In the previous installment of the One Year Novel series, we went through how to craft your basic story premise. Now, two weeks later, it's time for you to get started on a basic outline for your novel!

Our One Year Novel Series schedule
Our One Year Novel Series schedule

This isn't the first time we've talked about crafting story outlines for your novel and screenplay, but we've always discussed more comprehensive and detailed outlines. This time, however, let's return to the bare basics.

But then why bother, you may ask? Why bother creating a barebones outline instead of jumping straight into a detailed one?

Why write a basic story outline?

two people drawing on whiteboard

Photo by Kaleidico on Unsplash

Firstly, writing a basic story outline will help you pace yourself. After all, there's a reason why we've created this infographic for our One Year Novel series. Since you're still in the beginning stages of your novel-writing journey, it's important to take things slow and avoid burning out.

Enjoy the slower pace right now while it still lasts, because things will most definitely get more hectic later.

Secondly, a basic story outline will help you visualize the bigger picture. The problem with jumping straight into crafting a comprehensive story outline (or even worse, the first draft itself) is that it's easy to lose track of the story structure and events.

It may seem slightly overkill to take 2 weeks to create a basic story outline, but trust us; you're going to want to keep revisiting your story outline to hash things out. And you can do just that in 4 simple steps.

4 Steps To Writing A Basic Story Outline

person writing bucket list on book

Photo by Glenn Carstens-Peters on Unsplash

1. Get your basic premise

If you've been following our One Year Novel series, then you should already have your basic premise written and ready. But for those who are only just joining us (welcome!), we definitely recommend you go back and create a basic premise for your story before you proceed.

With your basic premise, you'll have the general idea of your story's trajectory: the character, their objective, the solution, the villain, and the disaster. Now, all you have to do is to build around that.

2. Identify your characters

You'll already have, at the very least, details about your main character in mind. Now, do the same for other key characters in your story, such as your protagonist's friends, love interest, the villain.

Keep in mind that you don't need to go too much into detail about your characters as of yet – that's a job for future you in a few weeks. However, it's always good to get a general idea of how they're like and more importantly, what role they play in your story.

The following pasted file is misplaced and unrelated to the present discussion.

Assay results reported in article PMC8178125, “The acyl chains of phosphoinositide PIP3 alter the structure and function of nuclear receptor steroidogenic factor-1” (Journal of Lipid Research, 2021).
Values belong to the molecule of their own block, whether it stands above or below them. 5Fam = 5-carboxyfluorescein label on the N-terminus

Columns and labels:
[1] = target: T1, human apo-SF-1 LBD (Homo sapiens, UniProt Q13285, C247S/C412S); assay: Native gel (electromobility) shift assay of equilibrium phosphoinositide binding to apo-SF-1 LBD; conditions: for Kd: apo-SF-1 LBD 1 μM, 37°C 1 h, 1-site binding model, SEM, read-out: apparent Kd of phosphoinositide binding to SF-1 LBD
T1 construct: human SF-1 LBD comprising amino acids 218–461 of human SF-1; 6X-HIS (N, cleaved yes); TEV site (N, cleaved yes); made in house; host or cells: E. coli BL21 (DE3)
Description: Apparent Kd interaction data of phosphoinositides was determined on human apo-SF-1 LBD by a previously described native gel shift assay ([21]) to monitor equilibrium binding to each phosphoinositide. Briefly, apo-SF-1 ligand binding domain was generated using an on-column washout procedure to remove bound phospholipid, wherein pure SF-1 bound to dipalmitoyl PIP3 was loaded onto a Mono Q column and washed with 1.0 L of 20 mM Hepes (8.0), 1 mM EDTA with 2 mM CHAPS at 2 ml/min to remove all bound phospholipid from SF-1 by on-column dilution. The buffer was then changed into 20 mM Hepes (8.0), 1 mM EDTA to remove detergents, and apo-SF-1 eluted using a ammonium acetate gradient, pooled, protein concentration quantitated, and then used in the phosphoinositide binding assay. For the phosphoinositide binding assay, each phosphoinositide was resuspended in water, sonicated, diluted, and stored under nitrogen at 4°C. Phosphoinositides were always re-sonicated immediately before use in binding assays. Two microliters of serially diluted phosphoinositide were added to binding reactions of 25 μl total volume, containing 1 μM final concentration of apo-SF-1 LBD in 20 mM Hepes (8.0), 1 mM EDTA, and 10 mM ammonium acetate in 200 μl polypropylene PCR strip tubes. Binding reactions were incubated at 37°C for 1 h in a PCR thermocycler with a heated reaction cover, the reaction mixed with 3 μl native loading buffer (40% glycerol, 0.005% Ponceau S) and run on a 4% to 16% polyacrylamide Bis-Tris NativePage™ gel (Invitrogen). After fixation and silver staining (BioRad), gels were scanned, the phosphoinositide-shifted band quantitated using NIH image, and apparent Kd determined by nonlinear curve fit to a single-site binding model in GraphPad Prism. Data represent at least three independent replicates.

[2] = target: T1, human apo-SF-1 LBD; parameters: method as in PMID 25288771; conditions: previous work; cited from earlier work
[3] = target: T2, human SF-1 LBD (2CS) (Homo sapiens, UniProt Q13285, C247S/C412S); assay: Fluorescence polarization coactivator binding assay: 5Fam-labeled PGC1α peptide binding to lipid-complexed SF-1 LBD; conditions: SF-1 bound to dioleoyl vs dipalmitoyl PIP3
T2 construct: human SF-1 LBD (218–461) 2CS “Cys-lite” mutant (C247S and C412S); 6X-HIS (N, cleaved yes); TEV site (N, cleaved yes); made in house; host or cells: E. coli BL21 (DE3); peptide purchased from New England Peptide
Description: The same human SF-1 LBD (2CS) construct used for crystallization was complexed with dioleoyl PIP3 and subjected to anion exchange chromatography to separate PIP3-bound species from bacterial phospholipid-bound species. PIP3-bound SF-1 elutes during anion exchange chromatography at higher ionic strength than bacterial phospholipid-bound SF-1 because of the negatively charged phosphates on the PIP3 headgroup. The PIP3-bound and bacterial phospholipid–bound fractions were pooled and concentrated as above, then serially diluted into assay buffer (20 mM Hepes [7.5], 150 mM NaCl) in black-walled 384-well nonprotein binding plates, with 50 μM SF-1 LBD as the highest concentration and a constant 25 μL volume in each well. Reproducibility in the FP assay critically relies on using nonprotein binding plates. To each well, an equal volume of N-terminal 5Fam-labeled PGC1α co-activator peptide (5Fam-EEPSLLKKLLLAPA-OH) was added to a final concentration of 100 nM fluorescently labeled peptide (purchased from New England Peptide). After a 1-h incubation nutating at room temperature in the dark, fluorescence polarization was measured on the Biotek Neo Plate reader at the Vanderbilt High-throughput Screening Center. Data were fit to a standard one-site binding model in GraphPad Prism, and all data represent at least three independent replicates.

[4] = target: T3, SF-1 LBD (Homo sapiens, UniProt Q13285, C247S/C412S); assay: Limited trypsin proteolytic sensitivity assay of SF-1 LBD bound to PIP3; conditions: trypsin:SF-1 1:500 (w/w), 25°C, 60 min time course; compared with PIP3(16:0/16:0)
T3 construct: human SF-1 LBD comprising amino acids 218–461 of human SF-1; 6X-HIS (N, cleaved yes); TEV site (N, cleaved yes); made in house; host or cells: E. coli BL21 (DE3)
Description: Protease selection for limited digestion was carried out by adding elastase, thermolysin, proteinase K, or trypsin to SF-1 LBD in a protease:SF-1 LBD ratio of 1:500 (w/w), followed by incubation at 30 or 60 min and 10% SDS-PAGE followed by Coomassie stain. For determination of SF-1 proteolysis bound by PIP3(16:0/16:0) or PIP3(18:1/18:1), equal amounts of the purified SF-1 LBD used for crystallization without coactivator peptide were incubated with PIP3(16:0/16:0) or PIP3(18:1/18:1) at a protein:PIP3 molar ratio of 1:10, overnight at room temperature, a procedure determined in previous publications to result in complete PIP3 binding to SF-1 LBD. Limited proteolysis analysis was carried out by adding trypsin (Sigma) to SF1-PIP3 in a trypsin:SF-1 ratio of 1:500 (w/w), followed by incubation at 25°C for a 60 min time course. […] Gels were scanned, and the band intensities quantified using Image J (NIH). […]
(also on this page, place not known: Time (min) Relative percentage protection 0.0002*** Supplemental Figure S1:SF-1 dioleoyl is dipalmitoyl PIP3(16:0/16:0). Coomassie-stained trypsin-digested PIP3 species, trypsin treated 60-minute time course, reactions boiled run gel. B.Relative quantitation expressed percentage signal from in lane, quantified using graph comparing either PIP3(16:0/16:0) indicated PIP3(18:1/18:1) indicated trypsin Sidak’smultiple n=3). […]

Let's return to the example we used in the previous article – Tangled.

An example of how you can plan out your characters' traits in your basic story outline on JotterPad
An example of how you can plan out your characters' traits in your basic story outline on JotterPad

As you can see from the example above, we've managed to highlight the key features of their personality and what role they will play in the story.

If you're familiar with the story of Tangled, you may have realized that there are many details that we've left out – and that's ok! Your basic story outline will be incomplete simply because, well, you've only just started crafting your story.

Feel free to constantly go back to your story outline and add details as you go along. With JotterPad's cloud sync feature, you can easily access your basic story outline across multiple devices, anytime and anywhere.

JotterPad's cloud sync feature allows you to edit the same document across multiple devices, including web, desktop, iOS and Android
JotterPad's cloud sync feature allows you to edit the same document across multiple devices, including web, desktop, iOS and Android

3. Decide on a setting

Where does your story take place? Is your story set in a post-apocalyptic world like Mad Max, or in modern New York? Is it set in a fantasy medieval setting befitting of a fairy tale, or is it a gritty medieval setting like Game of Thrones? Your setting will greatly influence your plot, key events and key characters.

If you've decided to create a world of your own, then you'll need to take extra steps to come up with a suitable back story of your world, special events, the climate, et cetera.

It can also be really helpful to use images to help you better visualize your setting. You can consider creating image compilations on photo-sharing sites like Pinterest, or you can add images to your document on JotterPad!

With JotterPad, you can choose to either add high-quality images from Unsplash, or you can add images to your document via an image link.

JotterPad allows you to add high-quality images from Unsplash right into your document
JotterPad allows you to add high-quality images from Unsplash right into your document

4. Establish your story structure

Your story structure will determine how your story flows from one key event to another, and there are multiple different kinds of structures available for you to choose from! So the key here is to find the structure that best suits you (or, if you're feeling adventurous, come up with your own!)

Here are some example of common story structures that most novels tend to follow:

  1. The Three-Act Structure
  2. The Hero's Journey
  3. Save The Cat
  4. The Five-Act Structure
  5. Freytag's Pyramid

So do explore your options, and see which one best suits the story that you've been envisioning!


We hope that this has been able to help you write a basic story outline for your novel. We'll see you in another 4 weeks to tackle character basics in our next One Year Novel installment!